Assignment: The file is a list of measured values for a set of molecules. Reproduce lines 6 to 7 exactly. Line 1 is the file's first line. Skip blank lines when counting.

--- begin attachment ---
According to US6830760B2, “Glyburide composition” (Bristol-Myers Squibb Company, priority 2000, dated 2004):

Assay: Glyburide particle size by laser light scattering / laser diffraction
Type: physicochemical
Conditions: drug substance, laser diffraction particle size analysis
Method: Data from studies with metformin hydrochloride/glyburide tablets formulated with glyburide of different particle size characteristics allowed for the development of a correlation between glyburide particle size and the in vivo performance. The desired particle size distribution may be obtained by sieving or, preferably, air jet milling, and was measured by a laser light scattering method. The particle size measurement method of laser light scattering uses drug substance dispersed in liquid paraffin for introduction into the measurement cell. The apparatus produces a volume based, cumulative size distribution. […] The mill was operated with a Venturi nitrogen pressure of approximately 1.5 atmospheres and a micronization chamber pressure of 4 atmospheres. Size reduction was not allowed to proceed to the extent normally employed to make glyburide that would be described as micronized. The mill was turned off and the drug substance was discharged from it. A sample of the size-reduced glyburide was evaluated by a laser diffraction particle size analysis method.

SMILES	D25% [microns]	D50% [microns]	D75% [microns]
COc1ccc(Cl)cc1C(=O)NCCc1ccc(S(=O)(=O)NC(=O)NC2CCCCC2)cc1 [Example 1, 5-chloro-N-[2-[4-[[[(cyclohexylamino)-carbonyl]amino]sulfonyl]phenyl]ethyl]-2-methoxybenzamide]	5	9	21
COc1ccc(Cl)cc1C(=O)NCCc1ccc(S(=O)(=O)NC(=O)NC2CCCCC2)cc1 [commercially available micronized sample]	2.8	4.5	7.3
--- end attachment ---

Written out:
SMILES	D25% [microns]	D50% [microns]	D75% [microns]
COc1ccc(Cl)cc1C(=O)NCCc1ccc(S(=O)(=O)NC(=O)NC2CCCCC2)cc1 [Example 1, 5-chloro-N-[2-[4-[[[(cyclohexylamino)-carbonyl]amino]sulfonyl]phenyl]ethyl]-2-methoxybenzamide]	5	9	21